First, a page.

However, this architecture of multiple layers and thousands or even millions of parameters renders DNNs highly opaque, making it difficult to understand how specific inputs contribute to a model’s decision. In contrast, shallow networks, with their simple architecture, are highly interpretable.

The structure of a deep neural network (DNN) (Image by author)

To sum up, there’s often a trade-off between interpretability and predictive performance. If you go for high-performing models, like DNNs, the system may not deliver transparency, while if you go for something simpler and interpretable, like a shallow network, the accuracy of results may not be up to the mark. 

Striking a balance between the two continues to be a challenge for researchers and practitioners worldwide, especially given the lack of a standardized interpretability technique.

What can be done?

To find some middle ground, researchers are developing rule-based and interpretable models, such as decision trees and linear models, that prioritize transparency. These models offer explicit rules and understandable representations, allowing human operators to interpret their decision-making process. However, they still lack the complexity and expressiveness of more advanced models. 

As an alternative, post-hoc interpretability, where one applies tools to explain the decisions of models once they have been trained, can come in handy. Currently, methods like LIME (local interpretable model-agnostic explanations) and SHAP (SHapley Additive exPlanations) can provide insights into model behavior by approximating feature importance or generating local explanations. They have the potential to bridge the gap between complex models and interpretability.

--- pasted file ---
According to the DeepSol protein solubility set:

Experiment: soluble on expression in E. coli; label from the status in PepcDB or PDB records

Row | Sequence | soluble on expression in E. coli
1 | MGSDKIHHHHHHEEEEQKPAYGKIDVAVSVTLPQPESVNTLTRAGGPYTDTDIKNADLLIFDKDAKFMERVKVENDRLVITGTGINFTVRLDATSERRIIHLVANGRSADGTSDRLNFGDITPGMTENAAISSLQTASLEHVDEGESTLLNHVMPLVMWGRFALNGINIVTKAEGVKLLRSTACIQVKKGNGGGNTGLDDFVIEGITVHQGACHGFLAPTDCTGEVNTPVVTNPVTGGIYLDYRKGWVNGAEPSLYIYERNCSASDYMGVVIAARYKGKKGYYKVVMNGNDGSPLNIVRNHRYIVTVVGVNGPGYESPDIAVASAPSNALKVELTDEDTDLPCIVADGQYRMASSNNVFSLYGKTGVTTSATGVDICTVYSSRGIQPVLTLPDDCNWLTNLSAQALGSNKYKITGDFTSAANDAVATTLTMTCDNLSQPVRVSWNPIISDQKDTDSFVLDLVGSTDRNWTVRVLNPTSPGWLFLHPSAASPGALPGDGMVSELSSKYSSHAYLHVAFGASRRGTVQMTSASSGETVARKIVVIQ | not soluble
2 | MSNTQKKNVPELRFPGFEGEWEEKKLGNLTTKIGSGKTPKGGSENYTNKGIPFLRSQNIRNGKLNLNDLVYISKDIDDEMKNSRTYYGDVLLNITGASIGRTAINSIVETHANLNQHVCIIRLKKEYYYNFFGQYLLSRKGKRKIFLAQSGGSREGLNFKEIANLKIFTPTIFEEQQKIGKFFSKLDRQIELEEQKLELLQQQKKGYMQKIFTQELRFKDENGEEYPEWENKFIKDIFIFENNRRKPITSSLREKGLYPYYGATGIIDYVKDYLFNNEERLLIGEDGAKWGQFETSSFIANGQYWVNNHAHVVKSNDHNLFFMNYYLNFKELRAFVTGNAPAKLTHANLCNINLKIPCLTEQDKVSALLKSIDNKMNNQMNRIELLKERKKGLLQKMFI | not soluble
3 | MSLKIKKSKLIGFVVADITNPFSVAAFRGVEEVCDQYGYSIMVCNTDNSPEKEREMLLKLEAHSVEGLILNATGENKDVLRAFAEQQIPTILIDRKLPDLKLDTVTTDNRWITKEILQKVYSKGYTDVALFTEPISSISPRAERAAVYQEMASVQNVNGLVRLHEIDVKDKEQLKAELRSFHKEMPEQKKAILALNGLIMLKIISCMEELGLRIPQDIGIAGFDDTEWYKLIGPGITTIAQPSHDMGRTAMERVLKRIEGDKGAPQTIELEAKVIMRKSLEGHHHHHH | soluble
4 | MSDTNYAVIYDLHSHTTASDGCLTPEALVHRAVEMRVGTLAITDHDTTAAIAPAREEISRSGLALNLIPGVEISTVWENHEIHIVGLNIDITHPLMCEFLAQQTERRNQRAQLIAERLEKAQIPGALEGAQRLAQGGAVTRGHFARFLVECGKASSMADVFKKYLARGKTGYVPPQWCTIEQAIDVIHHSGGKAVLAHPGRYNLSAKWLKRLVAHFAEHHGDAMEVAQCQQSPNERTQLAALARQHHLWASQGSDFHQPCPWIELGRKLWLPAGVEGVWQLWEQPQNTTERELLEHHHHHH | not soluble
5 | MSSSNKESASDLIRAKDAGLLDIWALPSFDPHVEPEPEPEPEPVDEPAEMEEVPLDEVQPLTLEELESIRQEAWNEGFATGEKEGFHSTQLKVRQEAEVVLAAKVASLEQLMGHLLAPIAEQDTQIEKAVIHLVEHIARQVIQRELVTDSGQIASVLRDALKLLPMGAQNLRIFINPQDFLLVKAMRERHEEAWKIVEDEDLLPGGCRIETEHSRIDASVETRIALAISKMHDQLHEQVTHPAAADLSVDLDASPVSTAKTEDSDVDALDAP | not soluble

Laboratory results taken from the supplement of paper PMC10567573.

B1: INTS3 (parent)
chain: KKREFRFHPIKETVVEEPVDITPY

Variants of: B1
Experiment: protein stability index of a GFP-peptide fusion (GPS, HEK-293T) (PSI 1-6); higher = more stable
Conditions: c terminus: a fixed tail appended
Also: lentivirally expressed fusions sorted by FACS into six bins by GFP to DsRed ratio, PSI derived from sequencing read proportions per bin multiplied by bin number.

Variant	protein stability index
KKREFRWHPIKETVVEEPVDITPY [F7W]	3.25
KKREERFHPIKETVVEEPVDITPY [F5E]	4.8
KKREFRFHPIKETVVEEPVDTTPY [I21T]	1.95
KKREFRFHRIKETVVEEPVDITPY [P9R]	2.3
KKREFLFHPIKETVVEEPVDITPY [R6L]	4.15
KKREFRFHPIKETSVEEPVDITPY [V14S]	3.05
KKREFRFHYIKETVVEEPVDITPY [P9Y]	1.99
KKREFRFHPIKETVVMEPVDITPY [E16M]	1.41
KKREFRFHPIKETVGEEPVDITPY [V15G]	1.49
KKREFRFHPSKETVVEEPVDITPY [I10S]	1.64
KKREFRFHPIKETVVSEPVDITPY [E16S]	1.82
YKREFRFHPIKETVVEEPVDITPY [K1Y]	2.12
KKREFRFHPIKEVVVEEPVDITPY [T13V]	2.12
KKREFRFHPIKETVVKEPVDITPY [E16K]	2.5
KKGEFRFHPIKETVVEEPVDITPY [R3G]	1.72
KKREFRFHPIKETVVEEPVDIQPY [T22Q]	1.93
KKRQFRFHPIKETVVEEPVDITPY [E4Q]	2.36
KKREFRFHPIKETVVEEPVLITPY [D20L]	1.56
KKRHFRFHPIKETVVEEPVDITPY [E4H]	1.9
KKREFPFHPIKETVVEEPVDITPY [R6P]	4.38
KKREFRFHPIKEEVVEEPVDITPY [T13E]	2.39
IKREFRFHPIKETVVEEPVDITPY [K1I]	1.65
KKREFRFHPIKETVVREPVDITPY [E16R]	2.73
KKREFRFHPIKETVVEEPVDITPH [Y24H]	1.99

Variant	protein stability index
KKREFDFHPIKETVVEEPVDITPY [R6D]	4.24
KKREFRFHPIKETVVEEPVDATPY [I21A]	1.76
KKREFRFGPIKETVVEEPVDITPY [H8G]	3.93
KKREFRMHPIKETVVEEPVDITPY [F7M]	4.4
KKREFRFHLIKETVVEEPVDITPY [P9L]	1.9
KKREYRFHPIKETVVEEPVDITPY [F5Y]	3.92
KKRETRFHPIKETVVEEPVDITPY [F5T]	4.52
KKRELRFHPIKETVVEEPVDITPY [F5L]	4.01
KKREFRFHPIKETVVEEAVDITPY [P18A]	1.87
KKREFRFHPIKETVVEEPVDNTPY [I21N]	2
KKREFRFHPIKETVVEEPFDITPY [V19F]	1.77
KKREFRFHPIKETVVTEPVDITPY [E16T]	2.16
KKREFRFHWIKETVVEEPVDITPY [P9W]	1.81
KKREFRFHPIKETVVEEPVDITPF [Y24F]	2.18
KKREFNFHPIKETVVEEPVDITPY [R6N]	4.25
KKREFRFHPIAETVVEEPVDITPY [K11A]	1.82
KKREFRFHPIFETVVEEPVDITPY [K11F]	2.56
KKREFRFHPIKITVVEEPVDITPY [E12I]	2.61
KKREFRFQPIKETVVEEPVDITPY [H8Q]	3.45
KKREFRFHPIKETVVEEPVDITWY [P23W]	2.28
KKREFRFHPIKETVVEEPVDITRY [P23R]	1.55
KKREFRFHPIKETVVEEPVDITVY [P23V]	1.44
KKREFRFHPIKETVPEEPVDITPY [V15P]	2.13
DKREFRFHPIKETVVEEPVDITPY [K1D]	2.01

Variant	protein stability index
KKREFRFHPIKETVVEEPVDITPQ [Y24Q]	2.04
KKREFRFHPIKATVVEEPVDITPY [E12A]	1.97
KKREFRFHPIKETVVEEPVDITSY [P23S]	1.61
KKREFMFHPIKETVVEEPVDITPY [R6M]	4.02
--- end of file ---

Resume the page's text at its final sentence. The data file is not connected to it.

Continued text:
Researchers can also opt for hybrid approaches that combine the strengths of interpretable models and black-box models, achieving a balance between interpretability and predictive performance. These approaches leverage model-agnostic methods, such as LIME and surrogate models, to provide explanations without compromising the accuracy of the underlying complex model.

AI interpretability: The big possibilities

Moving ahead, AI interpretability will continue to evolve and play a pivotal role in shaping a responsible and trustworthy AI ecosystem.

The key to this evolution lies in the widespread adoption of model-agnostic explainability techniques (applied to any machine learning model, regardless of its underlying architecture) and the automation of the training and interpretability process. These advancements will empower users to understand and trust high-performing AI algorithms without requiring extensive technical expertise. However, at the same time, it will be equally critical to balance the benefits of automation with ethical considerations and human oversight. 

Finally, as model training and interpretability become more automated, the role of machine learning experts may shift to other areas, like selecting the right models, implementing on-point feature engineering, and making informed decisions based on interpretability insights. 

They’d still be around, just not for training or interpreting the models.

Shashank Agarwal is manager, decision science at CVS Health.